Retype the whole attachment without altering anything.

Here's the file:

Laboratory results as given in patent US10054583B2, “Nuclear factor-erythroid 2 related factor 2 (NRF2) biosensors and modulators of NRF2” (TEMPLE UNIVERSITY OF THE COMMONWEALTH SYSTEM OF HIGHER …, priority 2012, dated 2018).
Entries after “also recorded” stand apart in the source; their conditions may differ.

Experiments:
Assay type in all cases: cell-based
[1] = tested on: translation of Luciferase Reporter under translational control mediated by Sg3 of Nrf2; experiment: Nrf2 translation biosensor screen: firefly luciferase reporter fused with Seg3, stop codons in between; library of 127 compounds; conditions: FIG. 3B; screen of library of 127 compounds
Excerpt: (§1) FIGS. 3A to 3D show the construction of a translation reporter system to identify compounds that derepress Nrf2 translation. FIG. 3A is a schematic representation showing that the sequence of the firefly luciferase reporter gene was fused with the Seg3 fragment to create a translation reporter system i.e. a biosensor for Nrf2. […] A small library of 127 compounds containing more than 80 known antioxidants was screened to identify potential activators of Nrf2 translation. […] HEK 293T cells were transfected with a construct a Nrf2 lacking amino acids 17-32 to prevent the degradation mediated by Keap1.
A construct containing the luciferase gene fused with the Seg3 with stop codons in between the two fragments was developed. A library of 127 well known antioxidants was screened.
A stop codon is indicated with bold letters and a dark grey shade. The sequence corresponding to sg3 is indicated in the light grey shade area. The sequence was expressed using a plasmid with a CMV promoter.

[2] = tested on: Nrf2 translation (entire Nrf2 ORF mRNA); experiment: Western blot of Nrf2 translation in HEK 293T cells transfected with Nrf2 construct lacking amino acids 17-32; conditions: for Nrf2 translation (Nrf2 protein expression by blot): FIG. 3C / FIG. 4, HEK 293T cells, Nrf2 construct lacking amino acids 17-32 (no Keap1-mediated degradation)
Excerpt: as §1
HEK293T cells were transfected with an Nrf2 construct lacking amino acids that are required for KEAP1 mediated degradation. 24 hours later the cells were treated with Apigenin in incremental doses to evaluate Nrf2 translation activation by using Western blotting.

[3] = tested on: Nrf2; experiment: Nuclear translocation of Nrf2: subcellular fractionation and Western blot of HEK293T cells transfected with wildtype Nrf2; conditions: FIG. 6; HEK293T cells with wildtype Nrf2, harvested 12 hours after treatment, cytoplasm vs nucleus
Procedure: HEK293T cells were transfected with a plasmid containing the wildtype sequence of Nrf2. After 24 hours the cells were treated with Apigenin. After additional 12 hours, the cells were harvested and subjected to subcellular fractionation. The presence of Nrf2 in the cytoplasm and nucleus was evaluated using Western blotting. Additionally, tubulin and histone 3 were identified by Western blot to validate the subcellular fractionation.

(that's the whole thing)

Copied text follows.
Laboratory results as given in patent US10054583B2, “Nuclear factor-erythroid 2 related factor 2 (NRF2) biosensors and modulators of NRF2” (TEMPLE UNIVERSITY OF THE COMMONWEALTH SYSTEM OF HIGHER …, priority 2012, dated 2018).
Entries after “also recorded” stand apart in the source; their conditions may differ.

Experiments:
Assay type in all cases: cell-based
[1] = tested on: translation of Luciferase Reporter under translational control mediated by Sg3 of Nrf2; experiment: Nrf2 translation biosensor screen: firefly luciferase reporter fused with Seg3, stop codons in between; library of 127 compounds; conditions: FIG. 3B; screen of library of 127 compounds
Excerpt: (§1) FIGS. 3A to 3D show the construction of a translation reporter system to identify compounds that derepress Nrf2 translation. FIG. 3A is a schematic representation showing that the sequence of the firefly luciferase reporter gene was fused with the Seg3 fragment to create a translation reporter system i.e. a biosensor for Nrf2. […] A small library of 127 compounds containing more than 80 known antioxidants was screened to identify potential activators of Nrf2 translation. […] HEK 293T cells were transfected with a construct a Nrf2 lacking amino acids 17-32 to prevent the degradation mediated by Keap1.
A construct containing the luciferase gene fused with the Seg3 with stop codons in between the two fragments was developed. A library of 127 well known antioxidants was screened.
A stop codon is indicated with bold letters and a dark grey shade. The sequence corresponding to sg3 is indicated in the light grey shade area. The sequence was expressed using a plasmid with a CMV promoter.

[2] = tested on: Nrf2 translation (entire Nrf2 ORF mRNA); experiment: Western blot of Nrf2 translation in HEK 293T cells transfected with Nrf2 construct lacking amino acids 17-32; conditions: for Nrf2 translation (Nrf2 protein expression by blot): FIG. 3C / FIG. 4, HEK 293T cells, Nrf2 construct lacking amino acids 17-32 (no Keap1-mediated degradation)
Excerpt: as §1
HEK293T cells were transfected with an Nrf2 construct lacking amino acids that are required for KEAP1 mediated degradation. 24 hours later the cells were treated with Apigenin in incremental doses to evaluate Nrf2 translation activation by using Western blotting.

[3] = tested on: Nrf2; experiment: Nuclear translocation of Nrf2: subcellular fractionation and Western blot of HEK293T cells transfected with wildtype Nrf2; conditions: FIG. 6; HEK293T cells with wildtype Nrf2, harvested 12 hours after treatment, cytoplasm vs nucleus
Procedure: HEK293T cells were transfected with a plasmid containing the wildtype sequence of Nrf2. After 24 hours the cells were treated with Apigenin. After additional 12 hours, the cells were harvested and subjected to subcellular fractionation. The presence of Nrf2 in the cytoplasm and nucleus was evaluated using Western blotting. Additionally, tubulin and histone 3 were identified by Western blot to validate the subcellular fractionation.